Marx of Distinction 

The secret word is out: You Bet Your Life is on DVD

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Thanks to the advent of the DVD, television networks have found an ideal, profitable format to preserve their heritage. If the technology had arrived in 1972, a short-sighted NBC employee might not have erased the first 10 years of Johnny Carson’s Tonight Show to make room for other programs.

The same fate almost befell another TV landmark: Groucho Marx’s You Bet Your Life. Incredible as it may seem, most of The Lost Episodes in the Shout Factory’s recent three-DVD set might have been lost forever. During the early 1970s, the same geniuses at NBC planned to destroy all the YBYL programs for the sole purpose of freeing up warehouse space. Fortunately, Groucho and producer John Guedel thwarted this cultural crime and successfully reissued the comedy-quiz shows for late-night syndication.

Running from 1947 to 1961 on radio and television, the 30-minute program became the perfect vehicle for Groucho’s ad-lib mastery and razor-sharp wit. This was the cigar-wielding persona viewers remembered—more so than the greasepaint-mustachioed Marx Brother of the silver screen.

You Bet Your Life was directed by the late Robert Dwan, who gave Groucho the freedom to ad-lib and gently insult contestants while 35mm cameras rolled for nearly an hour. Dwan then selected and edited the best moments. Groucho offered his unique appraisal of the director’s talent: “Bob, I have nothing but confidence in you—and very little of that.”

Upon viewing the Lost Episodes collection, it is difficult to overlook DeSoto-Plymouth’s dominant sponsorship of You Bet Your Life and the major role Groucho played in the selling of its automobiles—even lending his trademark image to its used-car dealerships. The outtake reels, promotional films and DeSoto commercials featured in this set make fascinating and historic viewing.

Most importantly, there’s the pleasure of seeing 18 You Bet Your Life programs for the first time since the 1950s—a belated find comparable to the “lost” Jackie Gleason kinescopes that surfaced in 1985. The result is a valuable addition to Groucho’s comic legacy, with a few radio excerpts thrown in for good measure. A particular highlight occurred during the first season when Groucho interviewed Mr. and Mrs. Story, a California couple who raised 20 children. However, the funniest exchange never reached the airwaves:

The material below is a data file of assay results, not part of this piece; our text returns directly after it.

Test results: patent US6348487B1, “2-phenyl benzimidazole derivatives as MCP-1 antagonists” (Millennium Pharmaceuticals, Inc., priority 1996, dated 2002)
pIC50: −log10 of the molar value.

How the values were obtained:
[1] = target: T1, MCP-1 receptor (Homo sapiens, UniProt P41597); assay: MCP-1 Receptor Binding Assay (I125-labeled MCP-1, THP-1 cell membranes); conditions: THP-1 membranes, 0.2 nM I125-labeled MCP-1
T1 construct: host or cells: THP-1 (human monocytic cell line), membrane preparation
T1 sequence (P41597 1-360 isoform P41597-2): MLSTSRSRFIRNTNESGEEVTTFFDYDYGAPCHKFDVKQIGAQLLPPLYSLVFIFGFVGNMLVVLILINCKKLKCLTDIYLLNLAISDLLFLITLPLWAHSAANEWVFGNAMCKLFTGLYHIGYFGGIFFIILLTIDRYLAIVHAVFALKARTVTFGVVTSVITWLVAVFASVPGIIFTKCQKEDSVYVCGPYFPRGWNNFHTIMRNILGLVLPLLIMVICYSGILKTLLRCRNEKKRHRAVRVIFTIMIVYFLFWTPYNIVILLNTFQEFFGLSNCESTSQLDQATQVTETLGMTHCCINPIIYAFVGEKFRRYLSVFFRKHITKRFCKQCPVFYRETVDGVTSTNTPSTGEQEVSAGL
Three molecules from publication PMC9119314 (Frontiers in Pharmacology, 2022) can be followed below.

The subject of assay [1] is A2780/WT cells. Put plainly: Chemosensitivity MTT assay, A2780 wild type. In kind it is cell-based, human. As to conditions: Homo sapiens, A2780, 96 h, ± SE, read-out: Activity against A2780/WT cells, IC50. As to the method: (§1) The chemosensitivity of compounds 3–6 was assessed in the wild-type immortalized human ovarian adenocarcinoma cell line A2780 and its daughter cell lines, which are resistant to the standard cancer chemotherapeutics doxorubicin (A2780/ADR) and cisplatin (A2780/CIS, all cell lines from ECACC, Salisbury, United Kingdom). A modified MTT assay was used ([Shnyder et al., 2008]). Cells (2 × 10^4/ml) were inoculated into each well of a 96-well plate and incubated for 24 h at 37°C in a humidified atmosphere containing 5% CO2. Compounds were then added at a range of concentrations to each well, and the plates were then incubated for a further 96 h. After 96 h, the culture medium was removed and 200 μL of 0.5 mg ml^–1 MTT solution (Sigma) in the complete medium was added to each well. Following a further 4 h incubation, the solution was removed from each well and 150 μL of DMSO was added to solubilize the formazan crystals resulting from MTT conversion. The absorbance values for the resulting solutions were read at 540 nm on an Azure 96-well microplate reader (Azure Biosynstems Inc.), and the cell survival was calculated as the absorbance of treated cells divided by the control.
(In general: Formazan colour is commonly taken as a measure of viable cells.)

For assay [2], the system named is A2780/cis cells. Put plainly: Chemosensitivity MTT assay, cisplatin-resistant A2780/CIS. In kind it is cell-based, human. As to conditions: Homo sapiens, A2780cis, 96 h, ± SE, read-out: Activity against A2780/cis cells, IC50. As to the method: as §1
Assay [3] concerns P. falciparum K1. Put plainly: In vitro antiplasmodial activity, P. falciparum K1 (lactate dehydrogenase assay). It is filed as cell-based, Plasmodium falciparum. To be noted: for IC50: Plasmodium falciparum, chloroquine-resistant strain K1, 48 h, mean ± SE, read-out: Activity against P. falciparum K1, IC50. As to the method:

Groucho: “Why do you have so many children?”

Mrs. Story: “Well, because I love my children and I think that’s our purpose here on earth. And I love my husband.”

Groucho: “I love my cigar too, but I take it out of my mouth once in a while.”

The Shout Factory has since followed this long-awaited treasure with You Bet Your Life: The Best Episodes. The three-DVD set includes a plethora of special guests (ranging from Joe Louis to Phyllis Diller), Groucho blooper reels and vintage commercials, such as the famous “Creamy Prom” spot with brothers Harpo and Chico.

After You Bet Your Life ended its 528-episode run, Groucho and producer Guedel attempted a new format in the early 1960s with three less-than-stellar pilots, all showcased in the Best Episodes set. The inclusion of these unsuccessful ventures does throw the overall collection somewhat off-balance. Nevertheless, there are enough memorable laughs to satisfy any die-hard Marxist.

Even at the peak of his television popularity, Groucho rubbed some viewers the wrong way. In an oft-quoted story (best recounted in Steve Stoliar’s 1996 memoir Raised Eyebrows), a rather angry woman confronted Marx during an afternoon at Disneyland. What follows is history.

Woman: “I wouldn’t watch your show for a hundred dollars a night. The way you treat those [contestants] is disgraceful. My husband watches it every week, but I can’t stand it.”

Groucho: “Where are you from?”

Woman: “Salt Lake City.”

Groucho: “Are you a Mormon?”

Woman: “Yes.”

Groucho: “If they still allowed polygamy in Salt Lake City and you were one of 10 wives, and your husband came home with that certain look in his eye, you would be the last one he’d choose!”

To quote the immortal words of writer Arthur Sheekman, “There is a funny man.”


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Scott Rivers

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